Back on April 19 LA County Auditor-Controller Wendy Watanabe told the Los Angeles Times that she was investigating the January 16 firing of former LA County Planning Chief Bruce McClendon. McClendon told the Times that he was probably fired for protecting his staff from the efforts of County Supervisors’ aides to influence zoning and development decisions in the county. Watanabe told the Times that the results of that investigation would be released “in the coming weeks.” Well it’s now been almost three months and the results of that investigation are apparently still not available. So what’s the wait? A call to Watanabe’s office referred us to her web site, where we found no documents relating to the investigation. So until then, we’re just left to wonder what’s going on…
The LA Times has reported that Los Angeles County Auditor-Controller Wendy Watanabe is investigating the January 16 firing of former LA County Planning Chief Bruce McClendon. According to the paper, McClendon has said he was fired for protecting his staff from the efforts of County Supervisors’ aides to influence zoning and development decisions in the county. The results of the investigation should be released “in the coming weeks.” One possible conflict: Watanabe was appointed by the board of supervisors only months ago. But, she assured the Times that her office would be able to carry out an independent investigation. “My integrity and reputation are at stake,” she said.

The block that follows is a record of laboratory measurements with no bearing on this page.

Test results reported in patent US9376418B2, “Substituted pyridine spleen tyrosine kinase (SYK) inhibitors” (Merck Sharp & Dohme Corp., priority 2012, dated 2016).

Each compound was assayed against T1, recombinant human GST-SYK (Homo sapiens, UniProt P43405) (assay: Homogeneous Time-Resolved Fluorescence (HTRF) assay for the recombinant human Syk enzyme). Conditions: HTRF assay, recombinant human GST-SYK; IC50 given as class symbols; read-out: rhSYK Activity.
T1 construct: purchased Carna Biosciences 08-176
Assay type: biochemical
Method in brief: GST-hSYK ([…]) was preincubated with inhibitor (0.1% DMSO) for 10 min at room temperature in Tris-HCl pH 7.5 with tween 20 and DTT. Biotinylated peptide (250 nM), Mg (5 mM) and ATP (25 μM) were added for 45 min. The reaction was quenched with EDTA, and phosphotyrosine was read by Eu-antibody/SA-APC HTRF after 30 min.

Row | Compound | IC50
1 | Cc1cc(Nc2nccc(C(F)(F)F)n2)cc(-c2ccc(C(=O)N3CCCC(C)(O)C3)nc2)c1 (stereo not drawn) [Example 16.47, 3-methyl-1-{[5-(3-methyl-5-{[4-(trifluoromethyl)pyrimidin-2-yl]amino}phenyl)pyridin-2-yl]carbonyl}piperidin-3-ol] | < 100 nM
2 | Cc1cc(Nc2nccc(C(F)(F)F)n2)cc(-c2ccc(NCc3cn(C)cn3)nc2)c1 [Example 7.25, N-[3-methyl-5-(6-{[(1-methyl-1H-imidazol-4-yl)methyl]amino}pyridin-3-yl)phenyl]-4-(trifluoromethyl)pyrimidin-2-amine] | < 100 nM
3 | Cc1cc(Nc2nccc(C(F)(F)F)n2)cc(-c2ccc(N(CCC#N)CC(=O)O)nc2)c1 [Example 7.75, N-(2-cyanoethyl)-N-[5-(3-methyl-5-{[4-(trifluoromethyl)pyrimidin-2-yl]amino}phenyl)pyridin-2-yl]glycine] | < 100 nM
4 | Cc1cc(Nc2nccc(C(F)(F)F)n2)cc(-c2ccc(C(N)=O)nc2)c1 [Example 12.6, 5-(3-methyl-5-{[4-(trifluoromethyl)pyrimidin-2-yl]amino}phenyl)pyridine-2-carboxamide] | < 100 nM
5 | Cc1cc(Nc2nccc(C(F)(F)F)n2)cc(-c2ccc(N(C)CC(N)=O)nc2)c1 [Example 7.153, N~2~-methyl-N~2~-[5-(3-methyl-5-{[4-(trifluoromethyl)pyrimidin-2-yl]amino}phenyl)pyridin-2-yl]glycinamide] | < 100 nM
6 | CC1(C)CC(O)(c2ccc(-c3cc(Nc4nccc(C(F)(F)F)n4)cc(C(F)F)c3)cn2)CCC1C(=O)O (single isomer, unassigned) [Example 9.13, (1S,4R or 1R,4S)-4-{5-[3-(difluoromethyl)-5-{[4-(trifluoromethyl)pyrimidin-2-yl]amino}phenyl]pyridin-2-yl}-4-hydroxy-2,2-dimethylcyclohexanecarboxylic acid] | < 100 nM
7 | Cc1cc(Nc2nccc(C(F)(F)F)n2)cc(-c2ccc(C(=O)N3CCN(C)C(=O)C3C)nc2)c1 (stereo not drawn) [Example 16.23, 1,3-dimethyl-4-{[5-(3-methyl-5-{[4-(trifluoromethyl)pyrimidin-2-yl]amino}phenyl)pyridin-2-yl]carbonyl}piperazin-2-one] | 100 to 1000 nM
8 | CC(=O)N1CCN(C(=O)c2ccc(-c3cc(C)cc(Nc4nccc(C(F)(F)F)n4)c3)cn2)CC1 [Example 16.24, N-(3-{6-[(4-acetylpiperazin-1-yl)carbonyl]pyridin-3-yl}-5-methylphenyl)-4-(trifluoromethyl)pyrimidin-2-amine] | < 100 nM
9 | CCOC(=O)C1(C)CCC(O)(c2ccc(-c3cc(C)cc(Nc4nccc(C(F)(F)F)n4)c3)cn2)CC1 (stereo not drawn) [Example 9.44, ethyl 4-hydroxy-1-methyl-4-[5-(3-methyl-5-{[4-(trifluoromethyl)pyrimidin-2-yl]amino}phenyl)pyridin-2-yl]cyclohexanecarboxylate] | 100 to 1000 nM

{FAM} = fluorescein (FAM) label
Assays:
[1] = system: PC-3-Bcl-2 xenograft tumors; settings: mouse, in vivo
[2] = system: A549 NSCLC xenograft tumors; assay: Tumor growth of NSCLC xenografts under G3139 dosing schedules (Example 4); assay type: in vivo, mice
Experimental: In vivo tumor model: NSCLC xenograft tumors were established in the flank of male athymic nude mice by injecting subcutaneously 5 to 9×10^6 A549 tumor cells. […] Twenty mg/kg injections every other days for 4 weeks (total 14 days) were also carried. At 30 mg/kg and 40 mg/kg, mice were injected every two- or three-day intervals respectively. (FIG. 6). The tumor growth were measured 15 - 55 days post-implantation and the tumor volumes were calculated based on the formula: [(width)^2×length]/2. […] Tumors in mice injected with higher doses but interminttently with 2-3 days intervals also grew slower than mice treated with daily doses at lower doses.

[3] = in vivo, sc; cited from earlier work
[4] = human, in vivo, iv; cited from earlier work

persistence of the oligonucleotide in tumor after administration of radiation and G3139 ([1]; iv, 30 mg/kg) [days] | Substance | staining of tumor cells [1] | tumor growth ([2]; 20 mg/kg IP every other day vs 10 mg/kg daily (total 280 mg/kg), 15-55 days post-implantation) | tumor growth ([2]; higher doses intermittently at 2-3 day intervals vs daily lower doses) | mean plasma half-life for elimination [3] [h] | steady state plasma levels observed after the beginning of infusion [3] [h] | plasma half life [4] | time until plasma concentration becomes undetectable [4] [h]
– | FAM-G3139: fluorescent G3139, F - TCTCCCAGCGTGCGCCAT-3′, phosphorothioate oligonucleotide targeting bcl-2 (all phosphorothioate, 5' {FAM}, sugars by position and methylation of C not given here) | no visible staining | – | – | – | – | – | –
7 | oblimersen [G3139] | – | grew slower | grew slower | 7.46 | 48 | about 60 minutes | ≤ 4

Just weeks after LA City Planning Commission President Jane Usher resigned, Southern California is down another major planner: The LA Times has reported that LA County’s chief planner Bruce McClendon (pictured) was just fired by County Chief Executive Officer William T. Fujioka.
McClendon told the Times that he believed the firing was likely in retaliation for becoming a whistle-blower against the Board of Supervisors. He said he had told Fujioka that supervisors’ aides often tried influencing hearing officers’ decisions on whether to permit development plans. “It was illegal, and they can go to jail for doing it,” McClendon told the Times. Read More